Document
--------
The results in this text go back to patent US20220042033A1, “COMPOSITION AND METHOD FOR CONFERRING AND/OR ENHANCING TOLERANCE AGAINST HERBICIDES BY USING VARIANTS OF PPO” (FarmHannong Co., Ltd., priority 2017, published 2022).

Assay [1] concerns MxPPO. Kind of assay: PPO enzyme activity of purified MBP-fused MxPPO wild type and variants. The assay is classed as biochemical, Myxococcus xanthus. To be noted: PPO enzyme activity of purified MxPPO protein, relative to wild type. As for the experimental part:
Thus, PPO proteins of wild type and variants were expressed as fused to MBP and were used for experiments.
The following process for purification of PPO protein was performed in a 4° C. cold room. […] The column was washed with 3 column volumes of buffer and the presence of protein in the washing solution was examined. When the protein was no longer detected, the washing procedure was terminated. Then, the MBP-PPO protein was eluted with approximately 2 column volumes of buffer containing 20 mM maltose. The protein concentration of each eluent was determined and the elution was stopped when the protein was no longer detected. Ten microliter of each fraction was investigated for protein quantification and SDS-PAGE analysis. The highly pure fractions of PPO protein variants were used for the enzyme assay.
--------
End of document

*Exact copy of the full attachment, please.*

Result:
The results in this text go back to patent US20220042033A1, “COMPOSITION AND METHOD FOR CONFERRING AND/OR ENHANCING TOLERANCE AGAINST HERBICIDES BY USING VARIANTS OF PPO” (FarmHannong Co., Ltd., priority 2017, published 2022).

Assay [1] concerns MxPPO. Kind of assay: PPO enzyme activity of purified MBP-fused MxPPO wild type and variants. The assay is classed as biochemical, Myxococcus xanthus. To be noted: PPO enzyme activity of purified MxPPO protein, relative to wild type. As for the experimental part:
Thus, PPO proteins of wild type and variants were expressed as fused to MBP and were used for experiments.
The following process for purification of PPO protein was performed in a 4° C. cold room. […] The column was washed with 3 column volumes of buffer and the presence of protein in the washing solution was examined. When the protein was no longer detected, the washing procedure was terminated. Then, the MBP-PPO protein was eluted with approximately 2 column volumes of buffer containing 20 mM maltose. The protein concentration of each eluent was determined and the elution was stopped when the protein was no longer detected. Ten microliter of each fraction was investigated for protein quantification and SDS-PAGE analysis. The highly pure fractions of PPO protein variants were used for the enzyme assay.